In a study published today in Nature Plants, researchers from the University of California, Irvine and other institutions report that concurrent droughts and heat waves, exacerbated by anthropogenic global warming, will lead to sharp declines in crop yields of barley, beer's main ingredient. Instances of severe climate change could reduce the global beer consumption by 29 billion liters.
That's because the largest price increases will be found in affluent areas as well as beer-loving ones, while countries where beer now costs the most (like Australia and Japan) are not necessarily where future price hikes will be the highest.More news: Pilots killed in jet crash during military excercise
The focus of the study was to examine how climate change would impact your quality of life. After all, a recent study in The Lancet medical journal stated, "Our results show that the safest level of drinking is none".
During the most severe climate events, the study predicts that global beer consumption would decline by 16 percent, an amount about equal to the total annual beer consumption of the United States in 2011.
The report's authors stress that the effect of climate change on alcohol pales in comparison to the life-threatening impact in parts of the world more concerned with storms, drought, and food and water supplies. If this perspective is still struggling to convince some of the most important decision-makers when it comes to fighting climate change, a more unexpected outcome could make them think twice. Extreme weather conditions will affect the supply of major crops resulting in difficulty to meet the increasing demand of the popular alcoholic beverage across the world. Overall, consumption is expected to fall by 16%; equal to roughly how much beer was imbibed in the U.S. in 2011. To add insult to injury, prices for beer could increase anywhere from 15% to 50%. They found that the yield would fall by between 3 and 17 per cent, depending on the severity of the conditions. "People's diet security is equally important to food security in many aspects of society", Guan said.More news: Harry and Meghan visit rural Australia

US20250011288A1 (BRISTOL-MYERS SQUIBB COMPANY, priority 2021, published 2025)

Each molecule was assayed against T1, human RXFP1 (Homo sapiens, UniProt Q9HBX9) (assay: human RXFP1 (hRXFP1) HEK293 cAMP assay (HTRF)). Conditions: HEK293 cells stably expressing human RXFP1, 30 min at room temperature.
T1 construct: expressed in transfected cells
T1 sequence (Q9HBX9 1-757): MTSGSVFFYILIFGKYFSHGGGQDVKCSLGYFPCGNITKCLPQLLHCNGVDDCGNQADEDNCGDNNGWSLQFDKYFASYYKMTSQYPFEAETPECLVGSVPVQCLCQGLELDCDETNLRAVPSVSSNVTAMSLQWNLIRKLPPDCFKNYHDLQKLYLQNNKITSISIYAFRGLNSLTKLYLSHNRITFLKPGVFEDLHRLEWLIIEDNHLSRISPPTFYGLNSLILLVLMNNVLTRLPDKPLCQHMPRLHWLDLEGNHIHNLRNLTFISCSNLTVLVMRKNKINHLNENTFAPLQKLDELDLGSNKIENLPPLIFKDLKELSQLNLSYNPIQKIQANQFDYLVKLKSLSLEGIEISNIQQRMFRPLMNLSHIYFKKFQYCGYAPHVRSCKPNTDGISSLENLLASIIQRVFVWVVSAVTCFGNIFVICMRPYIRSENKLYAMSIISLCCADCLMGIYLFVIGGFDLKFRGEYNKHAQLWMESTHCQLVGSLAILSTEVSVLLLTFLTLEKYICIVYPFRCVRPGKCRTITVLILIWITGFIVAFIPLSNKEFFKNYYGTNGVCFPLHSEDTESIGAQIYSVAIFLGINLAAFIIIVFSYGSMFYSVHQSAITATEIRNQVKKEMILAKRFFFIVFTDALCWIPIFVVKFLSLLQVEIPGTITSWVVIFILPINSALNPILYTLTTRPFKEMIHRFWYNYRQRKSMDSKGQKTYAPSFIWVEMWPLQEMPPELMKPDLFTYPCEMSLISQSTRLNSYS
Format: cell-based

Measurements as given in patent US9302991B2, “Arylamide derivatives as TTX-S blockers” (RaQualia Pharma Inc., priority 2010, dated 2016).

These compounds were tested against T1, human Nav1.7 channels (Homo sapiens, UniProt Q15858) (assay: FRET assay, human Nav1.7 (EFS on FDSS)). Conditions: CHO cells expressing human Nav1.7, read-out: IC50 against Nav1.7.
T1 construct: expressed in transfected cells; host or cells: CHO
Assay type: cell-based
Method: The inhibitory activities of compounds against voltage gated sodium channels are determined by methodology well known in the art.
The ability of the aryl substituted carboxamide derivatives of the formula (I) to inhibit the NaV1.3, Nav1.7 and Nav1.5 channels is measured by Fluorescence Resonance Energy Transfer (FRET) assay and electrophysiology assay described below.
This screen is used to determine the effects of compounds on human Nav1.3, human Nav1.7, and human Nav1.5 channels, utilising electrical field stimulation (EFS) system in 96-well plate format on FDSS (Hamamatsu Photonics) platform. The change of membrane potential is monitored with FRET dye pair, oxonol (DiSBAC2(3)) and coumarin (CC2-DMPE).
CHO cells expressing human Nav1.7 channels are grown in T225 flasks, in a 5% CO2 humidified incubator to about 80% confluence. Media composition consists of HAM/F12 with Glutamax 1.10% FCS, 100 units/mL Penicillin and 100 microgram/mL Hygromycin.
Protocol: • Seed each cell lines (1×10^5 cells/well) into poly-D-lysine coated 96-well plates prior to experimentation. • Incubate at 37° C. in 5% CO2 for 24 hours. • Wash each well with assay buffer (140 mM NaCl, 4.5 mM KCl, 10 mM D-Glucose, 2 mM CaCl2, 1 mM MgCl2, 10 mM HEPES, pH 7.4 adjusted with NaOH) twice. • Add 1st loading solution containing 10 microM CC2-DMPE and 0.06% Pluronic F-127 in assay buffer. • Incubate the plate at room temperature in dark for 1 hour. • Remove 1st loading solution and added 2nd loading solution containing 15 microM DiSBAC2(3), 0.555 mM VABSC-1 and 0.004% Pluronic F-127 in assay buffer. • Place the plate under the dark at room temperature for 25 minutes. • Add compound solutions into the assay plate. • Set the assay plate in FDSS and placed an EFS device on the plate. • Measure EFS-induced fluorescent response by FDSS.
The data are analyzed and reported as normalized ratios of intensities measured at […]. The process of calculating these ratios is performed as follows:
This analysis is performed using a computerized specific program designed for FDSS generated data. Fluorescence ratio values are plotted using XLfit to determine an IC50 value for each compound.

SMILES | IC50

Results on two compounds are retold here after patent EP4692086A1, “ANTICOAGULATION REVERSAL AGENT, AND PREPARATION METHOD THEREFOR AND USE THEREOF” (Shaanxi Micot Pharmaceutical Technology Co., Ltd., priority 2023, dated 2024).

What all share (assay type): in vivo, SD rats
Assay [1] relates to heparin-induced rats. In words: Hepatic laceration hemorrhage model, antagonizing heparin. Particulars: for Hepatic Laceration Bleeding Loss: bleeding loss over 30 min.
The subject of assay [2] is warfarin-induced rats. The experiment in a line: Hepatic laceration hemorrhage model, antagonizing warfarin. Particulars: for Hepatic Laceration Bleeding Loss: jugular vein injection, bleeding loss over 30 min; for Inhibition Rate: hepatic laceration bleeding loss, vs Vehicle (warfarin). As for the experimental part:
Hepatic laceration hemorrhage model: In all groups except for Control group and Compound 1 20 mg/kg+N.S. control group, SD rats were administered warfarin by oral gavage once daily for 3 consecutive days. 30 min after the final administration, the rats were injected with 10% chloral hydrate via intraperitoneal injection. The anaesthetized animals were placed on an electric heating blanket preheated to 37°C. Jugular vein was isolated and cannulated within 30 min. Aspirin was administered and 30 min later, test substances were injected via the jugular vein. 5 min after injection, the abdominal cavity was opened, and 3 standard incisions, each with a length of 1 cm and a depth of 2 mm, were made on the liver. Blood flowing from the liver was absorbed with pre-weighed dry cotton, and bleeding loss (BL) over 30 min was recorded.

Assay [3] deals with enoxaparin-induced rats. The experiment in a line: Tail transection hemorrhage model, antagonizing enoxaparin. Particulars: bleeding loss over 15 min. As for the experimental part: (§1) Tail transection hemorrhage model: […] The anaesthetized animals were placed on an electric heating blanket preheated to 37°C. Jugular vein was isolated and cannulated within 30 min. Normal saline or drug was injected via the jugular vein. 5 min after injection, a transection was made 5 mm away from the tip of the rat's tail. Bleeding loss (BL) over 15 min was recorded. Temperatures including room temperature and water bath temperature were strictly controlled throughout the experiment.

So cycle to work, wash out your jars and help to save the world (beer).
In 2018, it appears science is proposing a new way the world ends - not just with climate change, but also with a lack of beer. If that wasn't enough to get you anxious, consider this: a new study has found that climate change is also likely to lead to shortages in beer.
The worldwide study involved researchers from the UK, China, Mexico, and the USA, who identified extreme climate events and modelled the impacts of these on barley yields in 34 world regions.More news: Russian Orthodox Church Cuts Ties With Global Orthodox Leadership